by Samuel Lewis
NEWMARKET, a market-town, in the parish of CLONFERT, barony of DUHALLOW, county of CORK, and province of MUNSTER, 4 miles (N. W.) from Kanturk, on the road from Cork, by the Bogra mountains, to Abbeyfeale and Listowel; containing 1437 inhabitants. This place was formerly called Ahatrasne, or "the place of the ford," from its situation near an ancient ford now superseded by a neat bridge at the entrance of the town. Its present name is obviously derived from the establishment of a market at this place, which was granted to the family of Aldworth by Jas. I., on the forfeiture of the estate by the Macauliffes, and confirmed in the reign of Chas. II. At Scarteen, a village, a little to the north of the town, about 1000 of the peasantry assembled in 1822, anticipating the evacuation of the town by the military, but were repulsed by Capt. Kippock and Lieut. Green, who, leaving 10 men to defend the barracks, marched with 30 to attack the assailants, whom they dispersed with the loss of about 20 that were killed in the conflict. The gentry of the surrounding district, upon this occasion, presented to each of those officers a handsome piece of plate, as a testimony to their intrepidity and an acknowledgment of their services.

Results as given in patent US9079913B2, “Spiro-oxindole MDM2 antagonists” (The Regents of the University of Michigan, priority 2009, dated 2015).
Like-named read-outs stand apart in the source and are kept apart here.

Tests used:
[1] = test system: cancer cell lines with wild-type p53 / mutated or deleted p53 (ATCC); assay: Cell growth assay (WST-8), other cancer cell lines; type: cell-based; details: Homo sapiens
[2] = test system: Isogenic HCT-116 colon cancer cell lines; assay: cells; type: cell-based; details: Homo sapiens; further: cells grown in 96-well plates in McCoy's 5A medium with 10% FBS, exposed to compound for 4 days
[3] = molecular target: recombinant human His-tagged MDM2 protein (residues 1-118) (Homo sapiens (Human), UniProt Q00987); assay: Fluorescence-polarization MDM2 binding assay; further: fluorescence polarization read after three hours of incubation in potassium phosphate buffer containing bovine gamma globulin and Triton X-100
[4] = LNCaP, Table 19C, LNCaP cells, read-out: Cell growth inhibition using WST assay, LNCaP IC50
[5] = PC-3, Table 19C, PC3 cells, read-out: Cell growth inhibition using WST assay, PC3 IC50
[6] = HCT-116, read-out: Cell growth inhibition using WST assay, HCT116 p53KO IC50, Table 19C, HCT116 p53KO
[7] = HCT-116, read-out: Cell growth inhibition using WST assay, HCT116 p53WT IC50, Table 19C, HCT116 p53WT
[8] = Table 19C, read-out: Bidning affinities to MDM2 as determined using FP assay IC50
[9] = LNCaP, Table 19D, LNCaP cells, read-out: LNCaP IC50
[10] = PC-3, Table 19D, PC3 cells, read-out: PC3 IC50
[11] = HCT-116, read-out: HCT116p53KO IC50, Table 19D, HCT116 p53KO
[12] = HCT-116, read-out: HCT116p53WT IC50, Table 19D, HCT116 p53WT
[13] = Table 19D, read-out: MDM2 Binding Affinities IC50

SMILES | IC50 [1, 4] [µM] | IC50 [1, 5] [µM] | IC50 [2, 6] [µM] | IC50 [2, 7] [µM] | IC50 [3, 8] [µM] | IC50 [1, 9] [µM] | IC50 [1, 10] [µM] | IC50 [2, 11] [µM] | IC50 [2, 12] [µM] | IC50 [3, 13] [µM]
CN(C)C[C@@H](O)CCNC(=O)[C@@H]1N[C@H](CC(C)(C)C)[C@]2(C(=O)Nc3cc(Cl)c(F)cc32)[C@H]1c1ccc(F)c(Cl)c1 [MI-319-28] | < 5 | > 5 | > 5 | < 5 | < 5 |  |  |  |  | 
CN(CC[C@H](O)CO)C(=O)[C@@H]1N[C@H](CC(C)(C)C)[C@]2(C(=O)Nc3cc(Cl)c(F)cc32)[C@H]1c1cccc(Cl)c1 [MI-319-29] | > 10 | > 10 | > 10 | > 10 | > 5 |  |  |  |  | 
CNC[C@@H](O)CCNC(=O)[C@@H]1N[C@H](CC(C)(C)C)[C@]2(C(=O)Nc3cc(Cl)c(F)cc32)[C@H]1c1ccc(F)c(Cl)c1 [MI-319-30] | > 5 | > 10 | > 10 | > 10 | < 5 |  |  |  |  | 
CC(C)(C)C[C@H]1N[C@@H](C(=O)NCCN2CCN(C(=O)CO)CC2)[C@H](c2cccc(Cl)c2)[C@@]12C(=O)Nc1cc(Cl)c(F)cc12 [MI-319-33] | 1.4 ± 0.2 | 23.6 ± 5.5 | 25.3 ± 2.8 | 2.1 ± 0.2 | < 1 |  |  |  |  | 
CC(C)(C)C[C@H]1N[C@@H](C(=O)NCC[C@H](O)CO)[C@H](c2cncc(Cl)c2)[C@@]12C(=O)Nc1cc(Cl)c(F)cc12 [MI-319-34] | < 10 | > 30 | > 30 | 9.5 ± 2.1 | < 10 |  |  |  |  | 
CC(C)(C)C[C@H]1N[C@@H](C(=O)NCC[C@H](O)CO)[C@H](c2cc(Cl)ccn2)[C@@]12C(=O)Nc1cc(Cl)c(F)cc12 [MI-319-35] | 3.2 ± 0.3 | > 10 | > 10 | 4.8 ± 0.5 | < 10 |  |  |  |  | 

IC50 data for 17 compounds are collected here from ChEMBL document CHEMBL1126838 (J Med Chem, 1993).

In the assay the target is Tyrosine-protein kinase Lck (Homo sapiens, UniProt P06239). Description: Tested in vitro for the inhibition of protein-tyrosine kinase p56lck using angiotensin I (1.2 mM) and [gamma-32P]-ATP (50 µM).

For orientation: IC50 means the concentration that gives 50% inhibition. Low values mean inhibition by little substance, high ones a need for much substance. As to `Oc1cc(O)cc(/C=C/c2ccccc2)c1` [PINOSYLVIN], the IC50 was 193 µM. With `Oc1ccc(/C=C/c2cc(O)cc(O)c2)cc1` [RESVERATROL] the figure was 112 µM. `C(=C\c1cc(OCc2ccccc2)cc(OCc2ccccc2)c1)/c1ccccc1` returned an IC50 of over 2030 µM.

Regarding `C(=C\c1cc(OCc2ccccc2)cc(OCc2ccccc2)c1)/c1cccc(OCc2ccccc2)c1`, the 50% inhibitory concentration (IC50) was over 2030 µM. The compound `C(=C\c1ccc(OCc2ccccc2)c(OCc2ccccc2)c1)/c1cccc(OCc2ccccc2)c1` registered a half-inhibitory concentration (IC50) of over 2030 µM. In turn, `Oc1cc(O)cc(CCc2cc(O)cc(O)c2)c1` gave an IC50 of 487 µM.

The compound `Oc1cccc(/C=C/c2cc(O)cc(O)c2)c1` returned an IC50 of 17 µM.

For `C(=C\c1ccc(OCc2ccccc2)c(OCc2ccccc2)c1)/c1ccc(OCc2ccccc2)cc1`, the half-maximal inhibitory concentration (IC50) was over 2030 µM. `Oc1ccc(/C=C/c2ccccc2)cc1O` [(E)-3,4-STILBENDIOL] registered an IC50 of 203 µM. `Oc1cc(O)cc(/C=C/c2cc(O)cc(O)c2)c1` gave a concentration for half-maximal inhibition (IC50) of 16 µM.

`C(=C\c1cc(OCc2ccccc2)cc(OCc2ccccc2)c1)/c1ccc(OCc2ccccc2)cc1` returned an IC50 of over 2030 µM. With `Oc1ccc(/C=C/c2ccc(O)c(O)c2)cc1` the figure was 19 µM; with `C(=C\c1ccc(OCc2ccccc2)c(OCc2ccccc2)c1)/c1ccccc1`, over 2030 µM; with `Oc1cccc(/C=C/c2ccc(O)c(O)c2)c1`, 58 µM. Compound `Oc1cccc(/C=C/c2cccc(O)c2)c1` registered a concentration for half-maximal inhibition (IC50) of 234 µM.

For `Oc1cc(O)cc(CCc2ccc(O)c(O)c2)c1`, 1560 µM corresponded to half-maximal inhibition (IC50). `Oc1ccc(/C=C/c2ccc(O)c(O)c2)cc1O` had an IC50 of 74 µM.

The town is situated on a small stream which falls into the river Dallua a little below, and on the north side of a gentle eminence; it consists principally of two streets intersecting each other at right angles, and contains about 246 houses, of which several are neatly built; the inhabitants are well supplied with water, the air is salubrious, and the neighbourhood abounds with interesting scenery. Adjoining it is Newmarket House, the stately mansion of R. R. Aldworth, Esq., lord of the manor, handsomely built of hewn limestone, and situated in a demesne richly embellished with timber of luxuriant growth; an avenue of ash trees is said to have been planted in the reign of Elizabeth, and there are some noble specimens of elm, beech, and sycamore. Near the town are also Mount Keeffe, the residence of M. O'Keeffe, Esq.; Liscongill, of W. Allen, Esq.; and the Priory, formerly the residence of John Philpot Curran, Esq., now in the occupation of E. Stannard, Esq. The market is on Thursday, and is chiefly for the sale of potatoes and turf; it is thought that if the day were changed to Friday, which would afford the Cork butchers an opportunity of attending both this market and that of Kanturk, it would conduce greatly to its improvement. Fairs are held on June 8th, Sept. 8th, Oct. 10, and Nov. 21st; the last is the principal for cattle, sheep, and pigs. A daily post between this place and Kanturk is supported by private subscription; a constabulary police force is stationed in the town; petty sessions are held on alternate Thursdays; and a court for the recovery of debts not exceeding 40s. is held here, every third Friday, for the manor of Newmarket, which extends over 32,000 statute acres in the parish of Clonfert. The parish church, a handsome structure of hewn limestone, with a lofty tower and spire, is situated in the town; in which also is the R. C. chapel, a spacious edifice, erected on a site given by the late Richard Aldworth, Esq., who contributed 75 towards its erection, to which also the Earl of Cork, Lord Lisle, and John Duggan, Esq., liberally subscribed; the altar, which is a copy of that of the ancient abbey of Quin, is much admired. A school in the town for boys is supported by Mr. Aldworth and the vicar; a school for girls is supported by Mrs. Aldworth, and an infants' school by the vicar and his lady; a school in connection with the R. C. chapel is supported by collections at the chapel, and there is also a Sunday school. Richard Aldworth, Esq., bequeathed 50; Michael Creagh, Esq., 100; W. Philpot, Esq., 40; the late Richard Aldworth, grandson of the former, 100; and St. Leger Aldworth, Esq., 100, for the poor of Newmarket, the interest of which sums is annually divided among them. St. Leger Aldworth, Esq., also bequeathed 1000, contingent on the death of three annuitants, to be appropriated, by the representative of the Aldworth family, to the establishment of some manufacture in the town. There are a fever hospital, containing four wards and 20 beds, and a dispensary. The celebrated John Philpot Curran was a native of this town; during his residence at the Priory, it was the favourite resort of many distinguished literary and political characters, who used to meet there under the auspices of Lord Avonmore, also a native of this place; they held their meetings annually in the grouse-shooting season, and from their conviviality at the Priory obtained the appellation of "Monks of the Screw." Major Swan, who assisted in arresting Lord Edward Fitzgerald, in 1798, was also a native of this town.